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Harvesting Natural Salinity Gradient Energy for Hydrogen Production Through Reverse Electrodialysis (RED) Power Generation

[+] Author Affiliations
Mohammadreza Nazemi, Jiankai Zhang, Marta Hatzell

Georgia Institute of Technology, Atlanta, GA

Paper No. POWER2016-59565, pp. V001T10A006; 8 pages
doi:10.1115/POWER2016-59565
From:
  • ASME 2016 Power Conference collocated with the ASME 2016 10th International Conference on Energy Sustainability and the ASME 2016 14th International Conference on Fuel Cell Science, Engineering and Technology
  • ASME 2016 Power Conference
  • Charlotte, North Carolina, USA, June 26–30, 2016
  • Conference Sponsors: Power Division, Advanced Energy Systems Division, Solar Energy Division, Nuclear Engineering Division
  • ISBN: 978-0-7918-5021-3
  • Copyright © 2016 by ASME

abstract

There is an enormous potential for energy generation from the mixing of sea and river water at global estuaries. If technologies are developed which are capable of converting this energy into a usable form (electricity or fuels), salinity gradient energy may be able to dramatically increase the worlds supply of renewable energy. Here we present a novel approach to convert this source of energy directly into hydrogen and electricity using Reverse Electrodialysis (RED). RED relies on converting ionic current to electric current using multiple membranes and redox based electrodes. A thermodynamic model for RED is created to evaluate the electricity and hydrogen which can be extracted from natural mixing processes. With equal volumes of HC and LC solutions (0.001m3), the maximum energy extracted is found to occur with 5 number of membrane pairs. At this operating point, 0.4 kWh/m3 can be extracted as electrical energy and 0.95 kWh/m3 of energy is extracted as hydrogen energy. The electrical energy conversion efficiency approaches 15%, whereas the hydrogen energy efficiency is 35%. Overall, the maximum system conversion of Gibbs free energy to electrical and hydrogen energy approaches 50%. The results show that as the number of membrane pairs increases from 5 to 20, the hydrogen power density decreases from 13.2 W/m2 to 3.7 W/m2. Likewise, the power density from electrical energy decreases from 1 W/m2 to 0.3 W/m2. This is because of increase in the total membrane area as increasing the number of membrane pairs. The stack voltage increased from 1.5V to 6V as the number of membrane pairs is increased from 5 to 20. This corresponds to an increase in internal resistance from 600 Ω.cm2 to 2400 Ω.cm2. Long term trade-off between improving the system voltage, while decreasing the system resistance will be crucial for improved long term RED performance. Furthermore, optimum operation of RED, depends on proper selection of external resistance. A small external resistance will increase hydrogen energy and decrease electrical energy, particularly using a small number of membrane pairs. With the fixed small external resistance, as increasing the number of membrane pairs, the difference between internal and external resistance increases. Therefore, the load potential and current density do not increase considerably. For the cases analyzed with 8.29 Ω.cm2 external resistance, the maximum current density increases from 11.1 mA/cm2 to 12.4 mA/cm2 as the number of membrane pairs increases from 5 to 20. Likewise, the load potential rises from 92 mV to 102 mV.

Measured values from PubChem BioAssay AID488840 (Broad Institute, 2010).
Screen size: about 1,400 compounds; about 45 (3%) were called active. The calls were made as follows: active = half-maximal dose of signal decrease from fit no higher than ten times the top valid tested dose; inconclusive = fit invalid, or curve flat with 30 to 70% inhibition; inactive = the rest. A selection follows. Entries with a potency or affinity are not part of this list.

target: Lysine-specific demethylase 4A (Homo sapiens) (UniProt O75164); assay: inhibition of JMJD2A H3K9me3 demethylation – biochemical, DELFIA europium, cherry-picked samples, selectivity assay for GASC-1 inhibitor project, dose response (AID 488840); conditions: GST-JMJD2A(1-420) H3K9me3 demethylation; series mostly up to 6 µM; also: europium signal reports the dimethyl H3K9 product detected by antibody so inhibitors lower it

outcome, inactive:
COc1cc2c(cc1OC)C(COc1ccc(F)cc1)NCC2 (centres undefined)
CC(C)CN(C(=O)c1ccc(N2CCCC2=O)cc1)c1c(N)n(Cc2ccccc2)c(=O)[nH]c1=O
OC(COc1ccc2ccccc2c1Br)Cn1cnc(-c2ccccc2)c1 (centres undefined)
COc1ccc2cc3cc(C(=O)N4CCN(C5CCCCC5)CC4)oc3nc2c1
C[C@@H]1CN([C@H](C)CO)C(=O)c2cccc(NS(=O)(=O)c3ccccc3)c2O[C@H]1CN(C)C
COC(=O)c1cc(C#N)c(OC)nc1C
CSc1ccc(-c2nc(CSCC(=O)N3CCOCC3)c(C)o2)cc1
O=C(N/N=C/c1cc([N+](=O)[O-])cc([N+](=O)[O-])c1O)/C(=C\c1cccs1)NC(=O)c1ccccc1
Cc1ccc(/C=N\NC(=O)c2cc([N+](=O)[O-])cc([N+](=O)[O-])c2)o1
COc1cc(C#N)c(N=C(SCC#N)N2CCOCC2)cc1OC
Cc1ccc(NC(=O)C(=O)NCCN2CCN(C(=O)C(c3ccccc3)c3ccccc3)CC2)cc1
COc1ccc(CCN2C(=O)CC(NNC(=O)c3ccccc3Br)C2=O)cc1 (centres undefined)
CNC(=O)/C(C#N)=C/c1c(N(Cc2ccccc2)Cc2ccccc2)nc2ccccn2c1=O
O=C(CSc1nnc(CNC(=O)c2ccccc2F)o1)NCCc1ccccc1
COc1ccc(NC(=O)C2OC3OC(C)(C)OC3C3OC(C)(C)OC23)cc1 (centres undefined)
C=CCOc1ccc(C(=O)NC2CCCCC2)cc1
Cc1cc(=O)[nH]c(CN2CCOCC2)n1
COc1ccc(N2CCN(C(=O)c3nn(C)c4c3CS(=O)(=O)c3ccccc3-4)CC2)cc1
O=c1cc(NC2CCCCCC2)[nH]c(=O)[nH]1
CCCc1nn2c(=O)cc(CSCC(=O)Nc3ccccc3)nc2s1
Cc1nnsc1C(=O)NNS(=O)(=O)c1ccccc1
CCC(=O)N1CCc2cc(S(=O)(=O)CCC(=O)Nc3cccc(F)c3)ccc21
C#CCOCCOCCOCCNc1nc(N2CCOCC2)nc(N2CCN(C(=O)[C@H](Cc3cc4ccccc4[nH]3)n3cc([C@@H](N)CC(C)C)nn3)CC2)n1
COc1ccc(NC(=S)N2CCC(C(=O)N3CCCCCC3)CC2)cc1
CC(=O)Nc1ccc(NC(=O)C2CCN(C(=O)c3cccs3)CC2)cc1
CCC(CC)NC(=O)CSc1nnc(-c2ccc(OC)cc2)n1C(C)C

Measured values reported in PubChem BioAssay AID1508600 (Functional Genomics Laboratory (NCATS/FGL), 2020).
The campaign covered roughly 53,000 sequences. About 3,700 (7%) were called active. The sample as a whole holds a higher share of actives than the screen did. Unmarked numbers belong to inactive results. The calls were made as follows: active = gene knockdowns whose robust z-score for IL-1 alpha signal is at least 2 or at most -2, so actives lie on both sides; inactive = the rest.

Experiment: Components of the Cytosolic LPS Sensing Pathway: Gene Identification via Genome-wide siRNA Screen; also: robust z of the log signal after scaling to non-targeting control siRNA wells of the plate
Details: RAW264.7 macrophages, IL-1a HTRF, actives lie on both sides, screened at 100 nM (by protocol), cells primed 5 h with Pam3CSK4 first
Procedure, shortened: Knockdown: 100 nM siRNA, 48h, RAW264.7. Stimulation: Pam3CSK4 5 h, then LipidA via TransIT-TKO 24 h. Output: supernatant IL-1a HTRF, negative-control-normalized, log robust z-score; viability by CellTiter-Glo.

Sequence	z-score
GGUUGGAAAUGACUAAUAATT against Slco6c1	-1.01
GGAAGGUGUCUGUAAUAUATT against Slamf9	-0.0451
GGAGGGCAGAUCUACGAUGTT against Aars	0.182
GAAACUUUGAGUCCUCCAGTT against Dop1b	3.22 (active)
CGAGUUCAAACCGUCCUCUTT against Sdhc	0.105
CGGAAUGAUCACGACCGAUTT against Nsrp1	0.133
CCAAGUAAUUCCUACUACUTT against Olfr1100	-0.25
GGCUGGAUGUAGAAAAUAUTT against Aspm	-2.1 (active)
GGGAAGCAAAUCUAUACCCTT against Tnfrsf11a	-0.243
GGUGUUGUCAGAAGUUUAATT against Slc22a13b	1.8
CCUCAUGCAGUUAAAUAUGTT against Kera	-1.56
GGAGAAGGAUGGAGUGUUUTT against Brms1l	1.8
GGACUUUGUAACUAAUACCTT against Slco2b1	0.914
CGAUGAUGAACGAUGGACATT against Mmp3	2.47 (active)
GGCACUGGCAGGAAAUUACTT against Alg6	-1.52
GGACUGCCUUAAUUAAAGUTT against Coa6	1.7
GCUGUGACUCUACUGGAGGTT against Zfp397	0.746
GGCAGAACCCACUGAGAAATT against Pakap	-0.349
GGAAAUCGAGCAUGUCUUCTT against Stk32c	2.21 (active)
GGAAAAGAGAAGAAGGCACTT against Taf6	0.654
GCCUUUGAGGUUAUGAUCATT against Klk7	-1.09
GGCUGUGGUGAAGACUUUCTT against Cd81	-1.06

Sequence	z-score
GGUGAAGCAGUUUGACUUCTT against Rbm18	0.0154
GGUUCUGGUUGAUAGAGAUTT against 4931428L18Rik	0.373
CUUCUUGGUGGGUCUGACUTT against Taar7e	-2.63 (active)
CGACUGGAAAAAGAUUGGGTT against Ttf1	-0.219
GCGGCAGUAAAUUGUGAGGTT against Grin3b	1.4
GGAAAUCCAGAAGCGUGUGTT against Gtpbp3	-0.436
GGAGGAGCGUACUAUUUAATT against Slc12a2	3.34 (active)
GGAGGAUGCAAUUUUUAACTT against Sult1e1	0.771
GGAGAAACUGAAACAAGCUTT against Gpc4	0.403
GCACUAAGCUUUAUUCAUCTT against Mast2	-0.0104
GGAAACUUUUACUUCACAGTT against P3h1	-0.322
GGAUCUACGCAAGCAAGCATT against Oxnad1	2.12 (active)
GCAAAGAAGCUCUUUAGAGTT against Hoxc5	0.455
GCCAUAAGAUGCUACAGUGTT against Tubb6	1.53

Copyright © 2016 by ASME

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